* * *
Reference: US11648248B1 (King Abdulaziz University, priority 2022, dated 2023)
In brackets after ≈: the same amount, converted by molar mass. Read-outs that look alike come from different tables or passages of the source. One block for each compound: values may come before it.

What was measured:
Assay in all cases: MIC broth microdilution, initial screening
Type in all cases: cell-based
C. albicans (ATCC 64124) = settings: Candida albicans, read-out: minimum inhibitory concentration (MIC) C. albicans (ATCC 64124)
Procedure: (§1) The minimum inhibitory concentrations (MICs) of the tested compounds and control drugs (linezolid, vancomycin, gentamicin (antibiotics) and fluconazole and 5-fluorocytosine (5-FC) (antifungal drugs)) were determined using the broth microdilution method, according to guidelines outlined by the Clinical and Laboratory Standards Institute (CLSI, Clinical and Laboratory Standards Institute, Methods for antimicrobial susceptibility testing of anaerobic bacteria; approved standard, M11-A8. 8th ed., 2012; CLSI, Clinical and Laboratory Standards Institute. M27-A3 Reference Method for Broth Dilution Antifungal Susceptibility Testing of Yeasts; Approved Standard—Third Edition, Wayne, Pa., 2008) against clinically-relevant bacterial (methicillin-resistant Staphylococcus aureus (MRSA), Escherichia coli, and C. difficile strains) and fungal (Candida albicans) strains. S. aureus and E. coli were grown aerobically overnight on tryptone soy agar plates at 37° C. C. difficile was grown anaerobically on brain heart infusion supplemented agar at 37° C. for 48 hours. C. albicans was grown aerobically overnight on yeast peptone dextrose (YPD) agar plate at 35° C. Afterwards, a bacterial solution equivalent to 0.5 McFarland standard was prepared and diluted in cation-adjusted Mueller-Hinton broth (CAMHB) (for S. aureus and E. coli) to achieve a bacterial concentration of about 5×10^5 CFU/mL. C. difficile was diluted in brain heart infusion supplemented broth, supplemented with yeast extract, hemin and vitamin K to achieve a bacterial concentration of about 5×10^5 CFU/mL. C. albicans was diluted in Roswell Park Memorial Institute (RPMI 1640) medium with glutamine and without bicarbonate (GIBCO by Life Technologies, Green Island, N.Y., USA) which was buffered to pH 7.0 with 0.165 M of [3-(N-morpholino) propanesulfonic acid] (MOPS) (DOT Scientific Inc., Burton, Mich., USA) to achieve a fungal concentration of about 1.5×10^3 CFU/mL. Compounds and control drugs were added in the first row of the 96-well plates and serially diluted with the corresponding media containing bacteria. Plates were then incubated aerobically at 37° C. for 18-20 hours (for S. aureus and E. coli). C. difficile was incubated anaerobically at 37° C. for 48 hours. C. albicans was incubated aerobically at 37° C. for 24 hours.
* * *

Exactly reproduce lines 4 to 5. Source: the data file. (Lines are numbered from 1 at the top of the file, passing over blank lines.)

Assay in all cases: MIC broth microdilution, initial screening
Type in all cases: cell-based